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US promises ‘strong response’ if Kim mounts nuclear test

SEOUL, South Korea — U.S. Assistant Secretary of State Wendy Sherman on Tuesday warned of a strong response if North Korea conducts its first nuclear test in nearly five years as she travels to Seoul to meet South Korean and Japanese allies and discuss escalation. dead end.

US and South Korean officials have said North Korea is all but ready to carry out another detonation at its nuclear testing ground in the northeastern city of Punggye-ri, which hosted for the last time a test in September 2017, when it claimed to have detonated a thermonuclear bomb designed for its intercontinental ballistic missiles.

While the Biden administration has pledged to push for additional international sanctions if North Korea proceeds with the nuclear test, prospects for further meaningful punitive measures are unclear, with the UN Security Council divided on Russia’s war against Ukraine.

Read more: COVID-19 could finally force North Korea to open up

“Any nuclear test would be in total violation of UN Security Council resolutions. There would be a swift and forceful response to such a test,” Sherman said, following a meeting with South Korean Vice Foreign Minister Cho Hyun-dong.

“We continue to urge Pyongyang to cease its destabilizing and provocative activities and choose the path of diplomacy,” she said.

Sherman and Cho are planning a trilateral meeting with Japanese Deputy Foreign Minister Mori Takeo on the North Korean nuclear issue on Wednesday. Sherman’s trip to Asia came after North Korea fired a salvo of eight ballistic missiles into the sea on Sunday, possibly setting a new record for single-day launches, extending a provocative streak of weapons this year which also included the country’s first ICBM demonstrations since 2017.

US Under Secretary of State Wendy Sherman and South Korean First Deputy Foreign Minister Cho Hyun-dong speak to the media at the Ministry of Foreign Affairs on June 7, 2022 in Seoul, South Korea.

Jung Yeon-Je—Pool/Getty Images

North Korean leader Kim Jong Un could make his precarious situation even worse by carrying out what would be the country’s seventh nuclear test since 2006. Experts say North Korea could use a test to claim the ability to build small bombs weapons that could be bundled on a multi-warhead ICBM or fit on Kim’s growing range of solid-fueled short-range missiles that pose a growing threat to South Korea and Japan.

Rafael Mariano Grossi, director general of the International Atomic Energy Agency, said on Monday there were indications that one of the passages at the Punggye-ri testing ground had been reopened, possibly in preparation for a nuclear test.

Hours before Sherman’s meeting in Seoul, State Department spokesman Ned Price told reporters in Washington that the United States remained concerned that North Korea might request its seventh test.” in the next few days”.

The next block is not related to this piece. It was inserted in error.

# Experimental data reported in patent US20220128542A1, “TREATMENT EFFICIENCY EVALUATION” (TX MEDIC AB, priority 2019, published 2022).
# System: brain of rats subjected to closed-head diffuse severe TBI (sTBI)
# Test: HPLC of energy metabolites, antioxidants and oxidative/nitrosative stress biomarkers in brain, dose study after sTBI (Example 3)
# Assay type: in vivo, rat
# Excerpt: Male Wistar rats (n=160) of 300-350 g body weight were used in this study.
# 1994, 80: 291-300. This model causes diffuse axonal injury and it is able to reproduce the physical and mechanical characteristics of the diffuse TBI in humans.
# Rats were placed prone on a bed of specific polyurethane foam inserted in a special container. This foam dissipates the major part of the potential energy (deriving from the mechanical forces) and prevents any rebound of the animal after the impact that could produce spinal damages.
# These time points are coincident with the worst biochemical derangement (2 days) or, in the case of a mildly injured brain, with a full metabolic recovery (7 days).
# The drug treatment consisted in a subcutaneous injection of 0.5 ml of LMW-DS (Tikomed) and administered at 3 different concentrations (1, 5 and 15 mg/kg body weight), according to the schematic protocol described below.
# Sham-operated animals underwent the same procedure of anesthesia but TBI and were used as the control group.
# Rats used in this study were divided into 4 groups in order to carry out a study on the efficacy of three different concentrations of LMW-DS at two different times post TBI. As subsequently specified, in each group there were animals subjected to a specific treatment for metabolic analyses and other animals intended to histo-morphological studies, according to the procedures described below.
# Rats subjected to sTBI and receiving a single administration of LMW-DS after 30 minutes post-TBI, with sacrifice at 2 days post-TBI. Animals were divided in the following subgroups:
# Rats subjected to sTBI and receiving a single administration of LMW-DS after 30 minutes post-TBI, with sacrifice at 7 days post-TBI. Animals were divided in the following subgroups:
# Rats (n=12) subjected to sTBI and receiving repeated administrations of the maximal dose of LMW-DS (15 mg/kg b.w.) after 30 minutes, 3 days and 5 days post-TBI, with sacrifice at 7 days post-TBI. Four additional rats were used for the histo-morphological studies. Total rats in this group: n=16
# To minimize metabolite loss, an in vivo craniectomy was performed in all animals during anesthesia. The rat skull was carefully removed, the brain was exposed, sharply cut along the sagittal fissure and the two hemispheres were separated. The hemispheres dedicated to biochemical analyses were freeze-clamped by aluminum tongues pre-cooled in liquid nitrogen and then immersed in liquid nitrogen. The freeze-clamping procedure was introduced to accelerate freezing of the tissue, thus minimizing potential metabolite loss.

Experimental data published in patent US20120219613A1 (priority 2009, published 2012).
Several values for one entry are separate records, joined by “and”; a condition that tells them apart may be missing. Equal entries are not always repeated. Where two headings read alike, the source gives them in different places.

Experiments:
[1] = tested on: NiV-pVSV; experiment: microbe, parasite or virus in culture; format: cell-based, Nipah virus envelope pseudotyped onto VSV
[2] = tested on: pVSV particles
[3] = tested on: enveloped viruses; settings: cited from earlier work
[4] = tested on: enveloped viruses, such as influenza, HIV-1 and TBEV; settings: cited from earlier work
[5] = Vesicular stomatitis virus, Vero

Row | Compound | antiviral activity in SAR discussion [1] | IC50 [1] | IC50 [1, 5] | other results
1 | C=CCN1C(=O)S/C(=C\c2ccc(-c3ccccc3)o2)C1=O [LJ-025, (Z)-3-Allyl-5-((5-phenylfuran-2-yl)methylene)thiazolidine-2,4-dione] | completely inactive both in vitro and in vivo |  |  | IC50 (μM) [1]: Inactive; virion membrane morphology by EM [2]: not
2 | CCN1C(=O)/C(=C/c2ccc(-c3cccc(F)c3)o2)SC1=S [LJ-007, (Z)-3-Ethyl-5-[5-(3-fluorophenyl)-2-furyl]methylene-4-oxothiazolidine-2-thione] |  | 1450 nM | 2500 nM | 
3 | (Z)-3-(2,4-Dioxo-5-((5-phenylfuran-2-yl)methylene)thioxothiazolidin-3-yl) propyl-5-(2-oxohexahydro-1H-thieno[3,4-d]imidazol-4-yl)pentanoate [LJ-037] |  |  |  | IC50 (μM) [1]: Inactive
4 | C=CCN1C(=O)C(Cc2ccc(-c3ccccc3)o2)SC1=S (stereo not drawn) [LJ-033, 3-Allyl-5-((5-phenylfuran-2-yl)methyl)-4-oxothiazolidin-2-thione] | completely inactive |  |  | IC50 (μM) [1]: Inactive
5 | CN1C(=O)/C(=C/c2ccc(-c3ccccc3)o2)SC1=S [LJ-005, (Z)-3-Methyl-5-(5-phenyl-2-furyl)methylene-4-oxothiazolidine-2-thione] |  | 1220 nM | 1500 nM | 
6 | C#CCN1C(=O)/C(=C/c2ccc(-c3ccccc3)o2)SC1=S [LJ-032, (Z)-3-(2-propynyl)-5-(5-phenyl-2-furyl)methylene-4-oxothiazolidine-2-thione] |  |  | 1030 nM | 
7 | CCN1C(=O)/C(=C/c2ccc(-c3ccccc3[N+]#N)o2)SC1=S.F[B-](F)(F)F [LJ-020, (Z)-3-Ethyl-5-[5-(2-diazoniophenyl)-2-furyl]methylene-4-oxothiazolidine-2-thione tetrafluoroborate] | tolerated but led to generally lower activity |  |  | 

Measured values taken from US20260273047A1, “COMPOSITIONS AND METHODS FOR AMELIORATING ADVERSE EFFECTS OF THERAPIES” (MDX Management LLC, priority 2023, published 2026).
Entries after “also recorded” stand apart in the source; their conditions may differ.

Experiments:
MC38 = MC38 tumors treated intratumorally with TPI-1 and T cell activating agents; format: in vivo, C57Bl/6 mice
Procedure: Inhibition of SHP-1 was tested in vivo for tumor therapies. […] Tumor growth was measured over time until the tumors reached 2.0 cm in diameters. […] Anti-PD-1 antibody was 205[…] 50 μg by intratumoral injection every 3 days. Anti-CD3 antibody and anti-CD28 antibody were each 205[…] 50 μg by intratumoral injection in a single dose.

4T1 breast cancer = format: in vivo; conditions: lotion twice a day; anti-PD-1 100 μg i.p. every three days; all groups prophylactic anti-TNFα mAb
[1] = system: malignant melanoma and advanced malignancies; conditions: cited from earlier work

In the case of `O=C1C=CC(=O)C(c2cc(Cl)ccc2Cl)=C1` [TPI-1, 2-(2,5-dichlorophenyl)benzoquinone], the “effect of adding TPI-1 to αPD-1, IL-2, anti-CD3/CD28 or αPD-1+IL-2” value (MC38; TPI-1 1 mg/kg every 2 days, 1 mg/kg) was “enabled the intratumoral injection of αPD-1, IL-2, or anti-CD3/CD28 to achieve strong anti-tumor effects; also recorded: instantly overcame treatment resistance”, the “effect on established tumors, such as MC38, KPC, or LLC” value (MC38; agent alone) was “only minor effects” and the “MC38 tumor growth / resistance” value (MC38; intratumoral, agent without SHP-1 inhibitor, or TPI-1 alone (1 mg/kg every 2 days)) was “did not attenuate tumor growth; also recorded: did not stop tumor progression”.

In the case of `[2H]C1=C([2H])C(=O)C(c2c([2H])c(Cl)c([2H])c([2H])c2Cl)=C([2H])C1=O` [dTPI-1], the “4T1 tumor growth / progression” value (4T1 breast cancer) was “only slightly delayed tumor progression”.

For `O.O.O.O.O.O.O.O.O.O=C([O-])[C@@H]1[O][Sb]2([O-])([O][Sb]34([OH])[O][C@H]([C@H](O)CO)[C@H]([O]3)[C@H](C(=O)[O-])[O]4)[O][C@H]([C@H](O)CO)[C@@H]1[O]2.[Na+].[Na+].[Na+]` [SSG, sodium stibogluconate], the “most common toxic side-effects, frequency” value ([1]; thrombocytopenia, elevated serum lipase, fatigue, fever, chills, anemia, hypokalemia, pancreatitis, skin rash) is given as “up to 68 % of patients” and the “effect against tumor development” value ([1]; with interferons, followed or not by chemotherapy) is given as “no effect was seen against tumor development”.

Read more: How to Stop Kim Jong Un

The Biden administration’s punitive action regarding North Korea’s weapons testing in recent months has been limited to largely symbolic unilateral sanctions. Russia and China had vetoed a US-sponsored resolution that would have imposed additional sanctions on North Korea for its previous ballistic tests on May 25.

“We have called on members of the international community, certainly members of the five permanent members of the UN Security Council, to be responsible actors in the UN Security Council as the preeminent forum to address threats to international peace and security,” Price said.

“Unilateral actions will never be the most attractive or even the most effective response, and that’s especially the case because we’re happy to have close allies in the form of Japan and the Republic of Korea,” he said. he said, referring to South Korea. official name, the Republic of Korea.

US promises ‘strong response’ if Kim mounts nuclear test

An image of the Tunnel 3 entrance area at the Punggye-Ri nuclear test site in North Korea, as of April 14, 2022, overlaid on the Google Earth terrain model.

DigitalGlobe/Getty Images—Maxar 2019

North Korean state media has yet to comment on Sunday’s launches. They came after the US aircraft carrier Ronald Reagan concluded a three-day naval exercise with South Korea in the Philippine Sea on Saturday, reportedly their first joint exercise involving an aircraft carrier since November 2017, as the countries are preparing to improve their defense exercises against North Korean threats.

North Korea has long condemned allies’ combined military drills as invasion rehearsals and has often countered with its own missile drills, including short-range launches in 2016 and 2017 that simulated nuclear attacks on southern ports. Korean and US military installations in Japan.

Following the latest North Korean launches, the United States conducted several joint missile drills with Japan and South Korea, which it said were aimed at demonstrating its ability to respond.

Read more: What to know about North Korea’s ‘explosive’ COVID-19 outbreak

Nuclear talks between Washington and Pyongyang have stalled since 2019 over disagreements over trading the release of crippling US-led sanctions over the North’s disarmament moves.

Despite facing tough challenges at home, including a declining economy and a COVID-19 outbreak, Kim has shown no willingness to completely abandon an arsenal he sees as his best guarantee of survival.

His government has so far rejected offers from the Biden administration for open talks and clearly intends to convert the dormant denuclearization negotiations into a mutual arms reduction process, experts say.

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